Last week I discussed various reasons why you would want to compile your open-source database from the project’s source code. I wanted to give an example here of the process for compiling a particular database, PostgreSQL. Version 9.1 of PostgreSQL was released on 2011-09-11, so the example below works with that code base.
I’m assuming in the following instructions that you’re starting with a sparkling, new Fedora installation. In other words, you haven’t installed any of the dependencies (e.g., gcc, make, bison) that you’ll need for building the PostgreSQL source code. I used Fedora 15, 64-bit.
$ sudo yum install git
$ sudo yum-builddep postgresql
$ sudo yum install gcc
Check out the Source Code using Git
Grabbing the code via git is a very simple one-line command.
$ git clone git://git.postgresql.org/git/postgresql.git
Configure the Build
$ cd postgresql $ ./configure --with-libxml --with-libxslt
Make and Install
$ sudo gmake install
Post-Installation and Database Configuration
You’ll want to run PostgreSQL as a specific, non-root user, postgres. So, create this user.
$ sudo adduser postgres $ sudo passwd postgres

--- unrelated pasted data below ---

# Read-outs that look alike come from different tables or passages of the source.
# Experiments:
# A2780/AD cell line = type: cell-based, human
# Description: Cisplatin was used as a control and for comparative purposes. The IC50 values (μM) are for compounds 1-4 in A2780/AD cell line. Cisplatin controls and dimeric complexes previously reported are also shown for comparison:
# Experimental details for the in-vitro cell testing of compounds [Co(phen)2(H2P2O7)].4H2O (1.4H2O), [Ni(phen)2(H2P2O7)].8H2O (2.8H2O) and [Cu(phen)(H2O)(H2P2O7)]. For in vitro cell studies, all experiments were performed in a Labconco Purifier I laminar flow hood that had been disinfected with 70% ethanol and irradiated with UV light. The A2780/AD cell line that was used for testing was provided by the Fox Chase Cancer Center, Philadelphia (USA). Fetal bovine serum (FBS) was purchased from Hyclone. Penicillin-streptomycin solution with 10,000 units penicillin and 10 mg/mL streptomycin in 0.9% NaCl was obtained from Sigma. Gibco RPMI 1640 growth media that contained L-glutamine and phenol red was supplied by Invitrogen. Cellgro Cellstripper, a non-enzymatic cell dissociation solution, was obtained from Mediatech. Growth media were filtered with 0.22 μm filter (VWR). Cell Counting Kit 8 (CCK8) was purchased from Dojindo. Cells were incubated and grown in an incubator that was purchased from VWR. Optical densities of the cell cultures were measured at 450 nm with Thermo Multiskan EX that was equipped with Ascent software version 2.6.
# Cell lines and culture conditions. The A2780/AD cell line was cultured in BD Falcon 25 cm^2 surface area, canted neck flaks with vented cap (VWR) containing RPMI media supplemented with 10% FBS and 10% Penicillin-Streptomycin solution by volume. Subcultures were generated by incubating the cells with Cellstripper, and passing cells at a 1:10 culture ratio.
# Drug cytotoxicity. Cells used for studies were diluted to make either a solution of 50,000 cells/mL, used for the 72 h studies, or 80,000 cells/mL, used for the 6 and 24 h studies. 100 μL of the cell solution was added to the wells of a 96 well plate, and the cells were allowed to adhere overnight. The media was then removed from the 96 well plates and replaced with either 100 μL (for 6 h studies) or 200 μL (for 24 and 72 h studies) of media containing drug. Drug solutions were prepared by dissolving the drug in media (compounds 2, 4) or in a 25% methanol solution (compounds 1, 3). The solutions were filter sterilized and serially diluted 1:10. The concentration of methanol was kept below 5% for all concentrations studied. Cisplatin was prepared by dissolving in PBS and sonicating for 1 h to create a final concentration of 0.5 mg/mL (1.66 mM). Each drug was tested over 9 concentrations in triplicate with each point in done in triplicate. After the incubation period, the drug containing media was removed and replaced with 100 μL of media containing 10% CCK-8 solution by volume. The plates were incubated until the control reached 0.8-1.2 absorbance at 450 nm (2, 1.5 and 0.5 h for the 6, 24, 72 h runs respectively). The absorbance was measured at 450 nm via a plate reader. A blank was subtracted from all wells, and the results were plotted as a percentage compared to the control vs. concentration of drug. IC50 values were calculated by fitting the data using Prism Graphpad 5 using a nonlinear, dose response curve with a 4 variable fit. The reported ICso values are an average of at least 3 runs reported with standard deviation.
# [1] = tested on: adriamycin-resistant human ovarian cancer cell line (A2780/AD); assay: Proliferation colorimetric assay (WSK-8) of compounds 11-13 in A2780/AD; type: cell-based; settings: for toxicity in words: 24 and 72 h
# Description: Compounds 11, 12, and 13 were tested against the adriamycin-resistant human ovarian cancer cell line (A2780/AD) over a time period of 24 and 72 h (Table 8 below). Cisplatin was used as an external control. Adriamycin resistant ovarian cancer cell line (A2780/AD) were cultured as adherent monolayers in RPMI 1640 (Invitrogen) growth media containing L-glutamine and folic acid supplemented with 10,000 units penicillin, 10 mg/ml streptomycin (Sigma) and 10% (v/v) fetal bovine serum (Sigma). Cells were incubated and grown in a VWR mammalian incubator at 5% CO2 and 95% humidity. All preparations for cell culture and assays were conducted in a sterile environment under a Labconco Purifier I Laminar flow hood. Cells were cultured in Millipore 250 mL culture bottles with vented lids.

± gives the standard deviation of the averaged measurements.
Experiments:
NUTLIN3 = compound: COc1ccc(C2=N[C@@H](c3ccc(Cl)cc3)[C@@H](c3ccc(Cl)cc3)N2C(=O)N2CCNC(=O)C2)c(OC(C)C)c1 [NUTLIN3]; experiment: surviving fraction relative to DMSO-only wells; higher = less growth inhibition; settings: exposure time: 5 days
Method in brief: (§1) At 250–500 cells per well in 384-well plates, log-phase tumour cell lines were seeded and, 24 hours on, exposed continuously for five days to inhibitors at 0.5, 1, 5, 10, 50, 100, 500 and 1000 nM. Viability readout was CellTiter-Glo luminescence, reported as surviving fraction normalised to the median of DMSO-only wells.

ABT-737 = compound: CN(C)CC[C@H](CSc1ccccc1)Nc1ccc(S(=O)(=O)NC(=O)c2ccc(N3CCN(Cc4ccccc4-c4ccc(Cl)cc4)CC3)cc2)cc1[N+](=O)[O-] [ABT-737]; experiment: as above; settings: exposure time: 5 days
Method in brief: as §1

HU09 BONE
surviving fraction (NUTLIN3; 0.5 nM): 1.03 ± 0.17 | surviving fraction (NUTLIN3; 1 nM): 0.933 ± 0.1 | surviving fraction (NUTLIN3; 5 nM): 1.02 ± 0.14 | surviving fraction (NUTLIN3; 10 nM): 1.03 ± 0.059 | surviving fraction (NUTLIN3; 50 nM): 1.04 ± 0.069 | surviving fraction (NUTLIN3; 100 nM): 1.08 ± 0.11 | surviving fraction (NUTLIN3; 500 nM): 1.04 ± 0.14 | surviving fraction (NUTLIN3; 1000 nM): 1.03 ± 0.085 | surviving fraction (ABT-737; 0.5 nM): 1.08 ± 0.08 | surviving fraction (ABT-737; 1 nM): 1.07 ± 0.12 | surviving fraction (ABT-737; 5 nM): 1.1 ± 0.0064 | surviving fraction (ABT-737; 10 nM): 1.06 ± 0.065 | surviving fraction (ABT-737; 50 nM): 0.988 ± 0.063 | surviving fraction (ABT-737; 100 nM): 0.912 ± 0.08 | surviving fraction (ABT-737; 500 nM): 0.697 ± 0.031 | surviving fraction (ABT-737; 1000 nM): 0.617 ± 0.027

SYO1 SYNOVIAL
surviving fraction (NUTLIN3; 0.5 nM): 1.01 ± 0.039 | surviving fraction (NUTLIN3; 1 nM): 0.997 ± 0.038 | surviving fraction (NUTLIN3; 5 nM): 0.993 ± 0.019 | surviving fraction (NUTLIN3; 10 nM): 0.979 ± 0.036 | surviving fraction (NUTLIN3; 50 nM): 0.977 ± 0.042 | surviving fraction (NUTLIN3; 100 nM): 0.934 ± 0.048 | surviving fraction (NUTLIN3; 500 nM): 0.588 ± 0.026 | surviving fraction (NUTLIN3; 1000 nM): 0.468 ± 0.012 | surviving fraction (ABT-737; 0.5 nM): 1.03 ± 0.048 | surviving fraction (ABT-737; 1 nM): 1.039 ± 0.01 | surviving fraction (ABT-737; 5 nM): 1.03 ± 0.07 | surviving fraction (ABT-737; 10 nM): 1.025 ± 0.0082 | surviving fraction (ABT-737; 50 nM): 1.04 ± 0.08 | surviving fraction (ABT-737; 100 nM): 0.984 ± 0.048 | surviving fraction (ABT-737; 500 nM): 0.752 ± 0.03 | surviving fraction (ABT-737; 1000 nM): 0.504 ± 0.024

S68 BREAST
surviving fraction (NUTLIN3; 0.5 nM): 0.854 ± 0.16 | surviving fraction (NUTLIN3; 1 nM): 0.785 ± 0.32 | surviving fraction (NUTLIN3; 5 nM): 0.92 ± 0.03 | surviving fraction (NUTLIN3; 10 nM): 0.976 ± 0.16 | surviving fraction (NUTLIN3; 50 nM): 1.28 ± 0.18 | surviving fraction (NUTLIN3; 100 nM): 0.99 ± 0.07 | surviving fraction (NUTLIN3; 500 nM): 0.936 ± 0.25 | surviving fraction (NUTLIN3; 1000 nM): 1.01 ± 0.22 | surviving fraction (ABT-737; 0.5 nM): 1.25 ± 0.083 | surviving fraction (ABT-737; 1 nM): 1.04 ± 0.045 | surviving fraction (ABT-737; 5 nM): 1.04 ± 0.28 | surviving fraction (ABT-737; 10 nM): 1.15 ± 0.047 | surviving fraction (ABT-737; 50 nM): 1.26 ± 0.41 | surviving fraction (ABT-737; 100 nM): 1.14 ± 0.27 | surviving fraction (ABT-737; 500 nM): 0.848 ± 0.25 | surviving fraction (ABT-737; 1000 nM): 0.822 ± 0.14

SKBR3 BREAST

Now, change user to the newborn postgres user to run the database initialization.
$ su - postgres
First, set the environment variables for locating needed libraries and executables.
$ LD_LIBRARY_PATH=/usr/local/pgsql/lib; export LD_LIBRARY_PATH $ PATH=$PATH:/usr/local/pgsql/bin; export PATH
Now, create a directory to contain the server’s data files.
$ mkdir <directory_for_database_data_files>
Run the initdb command to initialize the PostgreSQL server.
$ initdb -D <directory_for_database_data_files>
I recommend creating a specific directory for the server log files.
$ mkdir <directory_for_server_log_files>
Starting the Server
Start the server as the postgres user, indicating the location of data files and the location of the server log files.
$ postgres -D <directory_for_data files> ><directory_for_server_log_files>/server.log 2>&1 &
There shouldn’t be any errors that prevent the server from starting, but if you inspect the log file you should see the following messages.
LOG: database system is ready to accept connections LOG: autovacuum launcher started
Your server should be up and running, ready to accept your client connections!